A bizarre home-made licence plate belonging to an apparent "sovereign citizen" is being roasted by Aussie motorists, but also represents a concerning movement according to one expert on extremism.
A photo, captured on a North Queensland road and shared on Reddit, shows the rear of a silver Holden with a plate that features the text "Private Property Non-Commercial, Living Woman, Terra Australia Incognito", along with a claim that removing the plate "incurs a $50,000 fine". It also reportedly contains a legitimate registration number in extremely small text.
"Surely this is illegal? Is this some type of sovereign citizen thing?" asked the Reddit user who shared the picture. "Yep. It's the vehicle of a moron," one Redditor commented, joining a chorus of criticism and jokes about the motorist in question.
Who are 'sovereign citizens'?
A growing group of fringe conspiracists, "sovereign citizens" believe the laws of the state don't apply to them and can be opted out of. The Southern Poverty Law Centre in the US says "sovereign citizens" there "believe they are not under the jurisdiction of the US government and consider themselves exempt from US law. They use a variety of conspiracy theories and falsehoods to justify their beliefs and their activities, some of which are illegal and violent."
Some followers of the movement can actually pose a serious threat; in 2010, a father-son team of "sovereign citizens" in the US murdered two police officers with an assault rifle after being pulled over. Just last week in NSW, a police officer was forced to smash a car window after a "sovereign citizen" refused to get out of her vehicle and claimed she was not in the officer's jurisdiction.
Fears over growing movement
Speaking to Yahoo News Australia, Dr Ben Rich, co-director of Curtin University's Curtin Extremism Research Network (CERN), said police and intelligence agencies around the nation are concerned about the "sovereign citizen" movement. "The injection of increasingly extremist American ideas reflecting that country's own internal disfunctions has caused the overall movement to take a darker turn over the past decade," Dr Rich said.
"While extremely diverse, the movement is based around a series of esoteric interpretations of common law that broadly boil down to the notion that individuals, rather than the state, hold ultimate dominion over their own persons," he continued. "State-driven enterprises like taxes, road rules, territorial boundaries, gun restrictions and many criminal charges are thus argued to have no legitimacy in being levied against them."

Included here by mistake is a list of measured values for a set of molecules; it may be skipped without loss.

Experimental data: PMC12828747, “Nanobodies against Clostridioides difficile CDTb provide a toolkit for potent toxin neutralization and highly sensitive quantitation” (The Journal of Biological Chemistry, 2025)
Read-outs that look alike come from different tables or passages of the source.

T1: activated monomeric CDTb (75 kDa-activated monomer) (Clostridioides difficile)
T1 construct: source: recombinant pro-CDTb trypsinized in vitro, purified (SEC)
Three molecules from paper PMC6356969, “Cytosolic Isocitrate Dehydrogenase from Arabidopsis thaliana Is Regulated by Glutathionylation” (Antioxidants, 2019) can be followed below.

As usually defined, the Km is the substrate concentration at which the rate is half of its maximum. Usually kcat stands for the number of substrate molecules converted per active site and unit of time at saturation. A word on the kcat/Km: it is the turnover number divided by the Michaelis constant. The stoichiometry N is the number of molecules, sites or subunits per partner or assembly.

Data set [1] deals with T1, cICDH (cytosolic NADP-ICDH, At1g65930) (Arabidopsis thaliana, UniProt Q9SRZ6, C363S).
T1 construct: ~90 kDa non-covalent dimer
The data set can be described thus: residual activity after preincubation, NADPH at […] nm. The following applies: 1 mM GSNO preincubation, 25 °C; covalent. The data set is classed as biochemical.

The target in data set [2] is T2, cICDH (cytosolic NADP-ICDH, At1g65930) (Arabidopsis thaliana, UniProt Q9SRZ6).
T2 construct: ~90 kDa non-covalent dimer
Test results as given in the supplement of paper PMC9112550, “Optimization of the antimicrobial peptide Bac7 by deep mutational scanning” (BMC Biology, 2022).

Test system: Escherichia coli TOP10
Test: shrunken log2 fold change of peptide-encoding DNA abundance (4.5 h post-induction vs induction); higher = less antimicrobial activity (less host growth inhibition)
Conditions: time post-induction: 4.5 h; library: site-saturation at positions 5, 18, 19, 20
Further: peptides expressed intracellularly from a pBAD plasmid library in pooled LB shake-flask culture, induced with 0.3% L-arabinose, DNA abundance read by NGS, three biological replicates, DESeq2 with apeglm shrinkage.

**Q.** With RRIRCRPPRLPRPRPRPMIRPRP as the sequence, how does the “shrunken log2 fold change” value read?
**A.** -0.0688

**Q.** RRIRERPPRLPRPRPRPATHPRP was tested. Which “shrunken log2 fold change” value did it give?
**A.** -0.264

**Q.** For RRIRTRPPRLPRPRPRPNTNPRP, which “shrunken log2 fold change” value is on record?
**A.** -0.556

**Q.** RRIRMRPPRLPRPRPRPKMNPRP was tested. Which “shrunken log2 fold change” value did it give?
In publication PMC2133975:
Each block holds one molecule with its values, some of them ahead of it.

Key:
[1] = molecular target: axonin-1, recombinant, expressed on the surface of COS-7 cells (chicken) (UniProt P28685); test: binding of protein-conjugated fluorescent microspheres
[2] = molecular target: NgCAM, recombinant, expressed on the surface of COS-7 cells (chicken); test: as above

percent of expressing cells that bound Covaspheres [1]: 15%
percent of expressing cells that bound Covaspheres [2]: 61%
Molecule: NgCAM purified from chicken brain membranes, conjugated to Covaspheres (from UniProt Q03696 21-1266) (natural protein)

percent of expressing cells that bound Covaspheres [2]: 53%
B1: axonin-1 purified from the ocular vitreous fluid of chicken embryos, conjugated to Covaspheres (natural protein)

Pandemic gives rise to fringe group
"The Covid-19 lockdowns were a real catalyst for Sov-Cit political mobilisation in Australia and we saw many of them turning out in anti-lockdown and anti-government protests in unprecedented numbers with their distinctive iconography," Dr Rich explained. "Covid provided a kind of perfect storm to supercharge the Sov-Cit world view: restrictive government policies not seen in several generations; a lot of time in isolation to ruminate online; and a powerful new set of conspiracy theories driven by the QAnon movement all seemed to pour gas on the fire.
"A major concern with the movement has been around growing militancy, which again is reflecting trends witnessed in the US," Dr Rich continued. "Police and intelligence agencies around the country are increasingly concerned that the movement may become a source of political violence due to a sense of unfulfilled goals and policies that increasingly constrain their activities. Tensions around this have of course all been heightened after the murder of police officers at Wieambilla by individuals involved in the movement and seemingly motivated by an apocalyptic interpretation of the 'sovereign citizen' world view."
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